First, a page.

Thankfully, for this man, this was no overdose. Once I came to my senses after the shock of what I thought I was seeing, I started yelling and forcefully smacked the pane glass window in front of him. On the second thud, he sprang up and started frantically looking around, re-orienting himself to his surroundings. When we exchanged glances, my suspicions were validated. His pupils were pinned (a pronounced symptom of a person who has recently used opioids). “Are you OK?” I yelled. By means of response, he haphazardly gathered his things and quickly left the store, shuffling in the opposite direction.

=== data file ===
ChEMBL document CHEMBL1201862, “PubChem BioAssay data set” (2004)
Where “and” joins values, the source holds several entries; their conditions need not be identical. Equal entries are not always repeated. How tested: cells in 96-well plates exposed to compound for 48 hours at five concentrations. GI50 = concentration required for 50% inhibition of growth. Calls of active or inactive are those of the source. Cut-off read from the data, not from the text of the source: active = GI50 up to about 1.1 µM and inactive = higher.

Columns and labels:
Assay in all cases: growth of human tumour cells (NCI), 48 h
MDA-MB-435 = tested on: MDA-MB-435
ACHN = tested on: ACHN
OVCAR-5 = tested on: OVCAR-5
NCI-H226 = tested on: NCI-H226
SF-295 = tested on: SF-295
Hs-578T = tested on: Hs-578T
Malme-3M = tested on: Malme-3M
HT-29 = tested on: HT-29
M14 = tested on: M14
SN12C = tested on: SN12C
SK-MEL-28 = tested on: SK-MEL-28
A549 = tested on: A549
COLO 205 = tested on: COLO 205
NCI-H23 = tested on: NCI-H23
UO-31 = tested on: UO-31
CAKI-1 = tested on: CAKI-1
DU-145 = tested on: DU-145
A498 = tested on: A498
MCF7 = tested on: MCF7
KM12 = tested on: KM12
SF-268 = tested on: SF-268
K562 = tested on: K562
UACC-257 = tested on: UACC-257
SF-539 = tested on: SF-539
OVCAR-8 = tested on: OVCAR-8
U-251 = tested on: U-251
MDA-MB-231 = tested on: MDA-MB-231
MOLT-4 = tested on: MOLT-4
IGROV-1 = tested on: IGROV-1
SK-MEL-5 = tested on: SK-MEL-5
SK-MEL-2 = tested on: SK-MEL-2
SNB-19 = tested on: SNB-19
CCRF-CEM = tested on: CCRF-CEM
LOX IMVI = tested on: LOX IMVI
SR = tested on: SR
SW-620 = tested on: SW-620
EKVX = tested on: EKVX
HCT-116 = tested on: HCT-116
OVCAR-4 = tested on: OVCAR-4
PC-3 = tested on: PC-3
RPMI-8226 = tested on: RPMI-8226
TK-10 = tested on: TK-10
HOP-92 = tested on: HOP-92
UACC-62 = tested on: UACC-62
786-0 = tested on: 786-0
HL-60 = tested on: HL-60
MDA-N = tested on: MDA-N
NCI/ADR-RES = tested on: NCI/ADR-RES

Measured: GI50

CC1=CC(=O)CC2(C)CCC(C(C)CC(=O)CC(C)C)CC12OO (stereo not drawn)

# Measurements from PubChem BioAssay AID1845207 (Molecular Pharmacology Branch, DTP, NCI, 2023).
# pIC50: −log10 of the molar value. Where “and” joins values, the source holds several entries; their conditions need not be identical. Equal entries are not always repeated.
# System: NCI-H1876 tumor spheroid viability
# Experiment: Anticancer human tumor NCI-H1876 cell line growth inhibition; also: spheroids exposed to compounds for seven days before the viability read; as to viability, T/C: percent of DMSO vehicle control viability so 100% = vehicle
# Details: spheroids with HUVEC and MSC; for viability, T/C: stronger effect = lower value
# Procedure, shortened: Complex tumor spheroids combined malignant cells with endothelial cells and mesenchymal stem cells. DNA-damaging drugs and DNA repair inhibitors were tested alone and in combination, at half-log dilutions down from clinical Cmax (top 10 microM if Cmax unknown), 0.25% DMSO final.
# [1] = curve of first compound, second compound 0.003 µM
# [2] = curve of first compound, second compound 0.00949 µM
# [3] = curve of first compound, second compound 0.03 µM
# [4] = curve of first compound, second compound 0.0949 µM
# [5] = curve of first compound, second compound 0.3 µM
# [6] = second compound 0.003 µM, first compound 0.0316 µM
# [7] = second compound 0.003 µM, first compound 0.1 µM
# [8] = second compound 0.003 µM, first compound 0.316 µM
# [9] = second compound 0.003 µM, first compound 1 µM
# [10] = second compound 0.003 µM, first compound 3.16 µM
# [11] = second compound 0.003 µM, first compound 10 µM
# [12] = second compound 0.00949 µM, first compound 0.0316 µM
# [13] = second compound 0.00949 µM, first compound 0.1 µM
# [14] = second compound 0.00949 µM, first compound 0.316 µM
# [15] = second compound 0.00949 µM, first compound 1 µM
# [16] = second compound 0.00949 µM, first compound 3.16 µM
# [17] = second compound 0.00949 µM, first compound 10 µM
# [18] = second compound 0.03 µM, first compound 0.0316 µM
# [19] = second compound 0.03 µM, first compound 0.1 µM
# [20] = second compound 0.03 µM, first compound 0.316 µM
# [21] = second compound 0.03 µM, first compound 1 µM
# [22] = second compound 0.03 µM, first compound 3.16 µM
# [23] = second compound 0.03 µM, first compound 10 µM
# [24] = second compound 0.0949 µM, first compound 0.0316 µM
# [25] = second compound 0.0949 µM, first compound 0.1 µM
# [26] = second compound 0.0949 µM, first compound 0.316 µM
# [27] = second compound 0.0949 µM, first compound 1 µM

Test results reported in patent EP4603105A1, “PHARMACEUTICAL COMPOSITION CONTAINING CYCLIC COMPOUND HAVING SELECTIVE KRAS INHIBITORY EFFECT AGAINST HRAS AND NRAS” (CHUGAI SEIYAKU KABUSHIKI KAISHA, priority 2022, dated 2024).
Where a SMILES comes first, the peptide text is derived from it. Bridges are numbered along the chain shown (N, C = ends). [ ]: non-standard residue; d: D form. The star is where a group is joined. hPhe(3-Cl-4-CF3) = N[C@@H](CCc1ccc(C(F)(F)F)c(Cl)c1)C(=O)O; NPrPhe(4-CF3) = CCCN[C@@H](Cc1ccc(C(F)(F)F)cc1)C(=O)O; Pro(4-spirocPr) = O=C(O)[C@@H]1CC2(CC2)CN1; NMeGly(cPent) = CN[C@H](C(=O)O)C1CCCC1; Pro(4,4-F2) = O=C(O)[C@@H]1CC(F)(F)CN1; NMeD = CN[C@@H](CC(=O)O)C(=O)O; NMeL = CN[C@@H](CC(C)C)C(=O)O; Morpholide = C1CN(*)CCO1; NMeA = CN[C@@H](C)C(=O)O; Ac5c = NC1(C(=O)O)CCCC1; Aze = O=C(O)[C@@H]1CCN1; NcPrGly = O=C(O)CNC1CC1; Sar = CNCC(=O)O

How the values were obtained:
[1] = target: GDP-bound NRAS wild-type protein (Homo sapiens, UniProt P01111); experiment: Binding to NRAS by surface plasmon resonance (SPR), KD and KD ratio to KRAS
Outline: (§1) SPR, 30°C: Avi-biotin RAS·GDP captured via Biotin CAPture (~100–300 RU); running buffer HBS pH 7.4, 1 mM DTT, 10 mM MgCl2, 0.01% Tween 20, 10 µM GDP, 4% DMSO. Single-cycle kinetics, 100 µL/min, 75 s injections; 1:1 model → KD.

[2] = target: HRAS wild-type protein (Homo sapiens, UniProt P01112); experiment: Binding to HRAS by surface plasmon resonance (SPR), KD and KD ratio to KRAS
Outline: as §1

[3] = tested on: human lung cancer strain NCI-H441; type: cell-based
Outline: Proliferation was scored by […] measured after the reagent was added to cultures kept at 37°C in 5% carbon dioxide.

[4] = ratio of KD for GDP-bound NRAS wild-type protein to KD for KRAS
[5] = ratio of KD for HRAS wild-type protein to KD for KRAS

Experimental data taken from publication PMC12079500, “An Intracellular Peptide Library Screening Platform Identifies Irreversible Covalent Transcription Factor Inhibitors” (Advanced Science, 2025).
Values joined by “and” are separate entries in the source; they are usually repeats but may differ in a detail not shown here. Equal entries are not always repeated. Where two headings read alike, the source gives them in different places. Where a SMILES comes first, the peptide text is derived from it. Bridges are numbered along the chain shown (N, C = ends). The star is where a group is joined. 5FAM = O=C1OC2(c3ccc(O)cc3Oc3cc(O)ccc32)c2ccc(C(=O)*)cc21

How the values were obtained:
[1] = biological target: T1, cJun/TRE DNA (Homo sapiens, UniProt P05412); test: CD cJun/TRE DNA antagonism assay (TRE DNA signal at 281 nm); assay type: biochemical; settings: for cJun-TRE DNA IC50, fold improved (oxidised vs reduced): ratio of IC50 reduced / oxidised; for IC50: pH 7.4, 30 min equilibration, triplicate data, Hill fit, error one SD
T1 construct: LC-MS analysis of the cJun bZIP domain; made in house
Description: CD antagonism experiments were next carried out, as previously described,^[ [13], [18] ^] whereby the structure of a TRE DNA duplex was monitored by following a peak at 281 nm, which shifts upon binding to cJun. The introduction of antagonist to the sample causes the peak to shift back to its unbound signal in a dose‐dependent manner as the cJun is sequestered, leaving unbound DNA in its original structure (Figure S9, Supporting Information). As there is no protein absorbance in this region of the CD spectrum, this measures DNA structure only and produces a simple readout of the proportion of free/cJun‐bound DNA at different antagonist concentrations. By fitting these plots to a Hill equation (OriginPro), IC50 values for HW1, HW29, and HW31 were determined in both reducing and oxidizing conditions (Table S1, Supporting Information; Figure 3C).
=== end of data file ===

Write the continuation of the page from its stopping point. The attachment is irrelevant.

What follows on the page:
Let’s change the scene for a moment - same night, same coffee shop, same hustle-and-bustle. What if, instead of this man appearing high, he suddenly grasped for his neck, made gasping noises, and was struggling to breathe? What if he grabbed at his chest and began lowering to the ground with groans of pain? Surely someone would react to these signs of a person needing help.
Public awareness and training on signs of choking or heart attack are far-reaching. Even if a person doesn’t know how to appropriately perform the heimlich maneuver or CPR, it’s fair to say that an average lay-person would know how to identify symptoms of these medical crises.
Beyond this, it’s fair to say that the average person would feel compelled to intervene - to step in and help save a life or at least raise the alarm to others who may be more equipped to handle the crisis.
In facing this Opioid Epidemic, this willingness to help someone in need is imperative. We need to be willing, as a community, to show concern for people who are in the depths of this disease, when they need our support the most.